He earned the Five Rivers Conference Coach of the Year Award for his accomplishments as the head volleyball coach at Rocky Mountain High School in Byron. In his early years in Colorado and Wyoming, George spent his summers working in the oilfields and doing carpentry jobs to supplement his teaching income and provide for his family.

As he worked to raise and support his family, he began to realize his long-held dream of owning a cattle operation. George and Cleo bought a small acreage on the outskirts of Deaver, and George used his carpentry skills to transform the tiny dwelling on the property into a comfortable home large enough to house his family. He harvested poles from the forests of the surrounding mountains to build corrals, and over time, he began to purchase a few cows as money would allow and eventually grew one of the best looking herds of Red Angus in the area. 

After many years of simultaneous teaching, coaching and night-calving throughout the school year and long, busy summer days of raising cattle and making hay, George retired from teaching in 1996 and pursued his life-long dream of full-time ranching. Family get-togethers often centered around brandings and cattle drives, followed by suppers of homegrown beef cooked on the grill. During these years, George also put many miles on his pick-up truck while serving as a brand inspector. He continued to build and care for his fine herd of cattle until he was disabled by a stroke in 2008. He served on the North Big Horn Hospital Board of Trustees and the Shoshone Conservation District.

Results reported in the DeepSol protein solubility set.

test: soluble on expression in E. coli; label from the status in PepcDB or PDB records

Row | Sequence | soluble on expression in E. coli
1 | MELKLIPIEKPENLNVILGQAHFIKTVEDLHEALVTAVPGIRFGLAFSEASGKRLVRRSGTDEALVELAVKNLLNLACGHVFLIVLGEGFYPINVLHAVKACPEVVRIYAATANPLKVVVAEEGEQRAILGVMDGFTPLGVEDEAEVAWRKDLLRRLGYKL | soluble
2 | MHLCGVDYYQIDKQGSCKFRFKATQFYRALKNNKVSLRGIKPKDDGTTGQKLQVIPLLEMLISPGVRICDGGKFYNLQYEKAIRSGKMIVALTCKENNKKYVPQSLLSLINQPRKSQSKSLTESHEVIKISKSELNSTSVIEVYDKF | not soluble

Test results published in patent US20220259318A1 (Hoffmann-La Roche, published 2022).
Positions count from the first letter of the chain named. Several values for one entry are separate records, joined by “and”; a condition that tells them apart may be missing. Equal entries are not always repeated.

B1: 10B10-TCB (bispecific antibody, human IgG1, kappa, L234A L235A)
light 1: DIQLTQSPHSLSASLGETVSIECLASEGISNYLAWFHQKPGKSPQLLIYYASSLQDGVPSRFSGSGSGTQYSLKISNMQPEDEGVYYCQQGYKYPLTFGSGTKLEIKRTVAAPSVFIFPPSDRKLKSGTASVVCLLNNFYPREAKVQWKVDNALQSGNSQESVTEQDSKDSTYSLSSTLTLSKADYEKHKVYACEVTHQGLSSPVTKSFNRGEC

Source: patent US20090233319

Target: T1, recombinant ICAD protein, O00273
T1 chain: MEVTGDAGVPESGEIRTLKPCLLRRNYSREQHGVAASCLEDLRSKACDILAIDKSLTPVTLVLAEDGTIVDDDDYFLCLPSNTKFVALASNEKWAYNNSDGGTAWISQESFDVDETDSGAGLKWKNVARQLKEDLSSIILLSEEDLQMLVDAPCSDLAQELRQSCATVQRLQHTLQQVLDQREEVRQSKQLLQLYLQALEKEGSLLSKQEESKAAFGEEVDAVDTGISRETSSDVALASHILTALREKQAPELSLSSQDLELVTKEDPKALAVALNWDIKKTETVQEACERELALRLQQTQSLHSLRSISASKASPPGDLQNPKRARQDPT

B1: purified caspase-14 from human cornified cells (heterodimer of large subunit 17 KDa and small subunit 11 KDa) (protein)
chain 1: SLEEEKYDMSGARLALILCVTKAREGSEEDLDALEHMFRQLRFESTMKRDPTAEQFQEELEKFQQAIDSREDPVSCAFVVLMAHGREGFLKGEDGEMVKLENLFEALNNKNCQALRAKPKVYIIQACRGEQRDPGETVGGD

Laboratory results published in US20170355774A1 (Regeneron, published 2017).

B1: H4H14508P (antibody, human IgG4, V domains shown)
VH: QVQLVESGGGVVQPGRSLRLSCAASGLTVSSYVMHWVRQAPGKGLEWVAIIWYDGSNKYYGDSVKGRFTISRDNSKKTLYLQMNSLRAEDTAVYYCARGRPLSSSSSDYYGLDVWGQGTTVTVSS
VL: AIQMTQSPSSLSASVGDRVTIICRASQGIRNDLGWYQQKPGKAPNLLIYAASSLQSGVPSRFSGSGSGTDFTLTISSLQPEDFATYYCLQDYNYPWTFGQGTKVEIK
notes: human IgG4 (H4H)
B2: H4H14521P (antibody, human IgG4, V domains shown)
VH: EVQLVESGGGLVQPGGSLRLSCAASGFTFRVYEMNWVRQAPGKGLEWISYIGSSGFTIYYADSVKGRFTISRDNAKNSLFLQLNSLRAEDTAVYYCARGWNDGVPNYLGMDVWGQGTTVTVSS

George loved to take his family (and any visiting Okie friends or relatives) on adventures in Yellowstone and the surrounding hills and mountains, hunting expeditions, camping and fishing trips and fossil and arrowhead hunting outings. He knew of many obscure area attractions and was an informative and entertaining tour guide.

George had an outgoing personality and a positive outlook on life, an infectious grin and a wonderful sense of humor. He loved to tease and play practical jokes on unsuspecting friends. George was a life-long Christian, and he and Cleo raised their family to know and love the Lord. George loved the Lord, his beautiful, devoted wife of nearly 61 years, his children, grandchildren and all his family, and they loved him in return.

George is survived by his wife, Cleo; sons Dale (Michelle) Estes of Deaver and Fr. Dan Estes of Queretaro, Mexico; daughters Dani (Mike) Higgins of Deaver and Denise (Jim) Flowers of Powell; 20 grandchildren and six great-grandchildren (and another one on the way); sisters Jane (Harold) Weaver and Shelia Weistner and sister-in-law Rita Estes, all of Oklahoma; and several cousins and many nieces and nephews. 

George was preceded in death by his parents, Glenn and Cleta Estes, brother Glenn Wilson Estes, sister Jean Magers, brother-in-law Dwayne Magers, grandsons Joseph Higgins and Anthony and Caleb Estes and nephew Jesse Estes.

A rosary vigil will be held for George at St. Barbara’s Catholic Church in Powell at 7:30 p.m. on Friday, March 12. Mass of Christian Burial will be celebrated on Saturday, March 13, at 10 a.m. Burial will follow at the Deaver Cemetery. 

“For God so loved the world, that he gave his only begotten Son, that whosoever believeth in him should not perish, but have everlasting life.” John 3:16.